Human chorionic gonadotrophin (hCG) is a glycoprotein hormone produced by trophoblastic cells of the placenta beginning 10 to 12 days after conception. Maintenance of the fetus in the first trimester of pregnancy requires the production of hCG, which binds to the corpus luteum of the ovary which is stimulated to produce progesterone which in turn maintains the secretory endometrium. hCG is composed of two subunits, alpha and beta. The alpha subunit of hCG is identical to the subunit of luteinising hormone, thyroid stimulating hormone and follicle stimulating hormone. The common alpha chain and the hormone-specific beta chains have molecular weights of 14 kD and 17 kD, respectively. The hCG beta-subunit is unique in the family of beta-containing glycoprotein hormones in that it contains an extension of 29 amino acids at its COOH end. It is believed that the C-terminal region of the HCG-beta subunit plays a role in the intracellular behavior of the heterodimer.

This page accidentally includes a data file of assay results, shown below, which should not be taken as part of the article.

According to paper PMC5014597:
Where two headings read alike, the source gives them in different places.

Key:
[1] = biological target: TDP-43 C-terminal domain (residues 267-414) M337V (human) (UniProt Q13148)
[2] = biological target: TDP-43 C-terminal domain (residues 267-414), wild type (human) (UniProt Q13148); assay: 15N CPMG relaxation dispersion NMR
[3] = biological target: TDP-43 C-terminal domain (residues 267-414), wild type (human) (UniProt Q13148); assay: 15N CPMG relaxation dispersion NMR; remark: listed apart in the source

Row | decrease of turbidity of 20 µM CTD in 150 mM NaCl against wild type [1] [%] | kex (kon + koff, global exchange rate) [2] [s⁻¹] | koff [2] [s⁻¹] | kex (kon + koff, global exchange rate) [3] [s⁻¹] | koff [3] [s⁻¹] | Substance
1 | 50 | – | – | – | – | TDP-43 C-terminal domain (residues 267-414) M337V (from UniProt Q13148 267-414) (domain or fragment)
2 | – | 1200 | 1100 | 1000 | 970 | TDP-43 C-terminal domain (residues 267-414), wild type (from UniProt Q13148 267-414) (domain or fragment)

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HCGp was raised to the isolated beta-chain of human chorionic gonadotrophin and reacts with placental trophoblasts. HCGp shows a slight cross-reaction with luteinising hormone and may, therefore, stain basophil cells in the pituitary.
Human Chorionic Gonadotrophin (beta) is recommended for the detection of specific antigens of interest in normal and neoplastic tissues, as an adjunct to conventional histopathology using non-immunologic histochemical stains.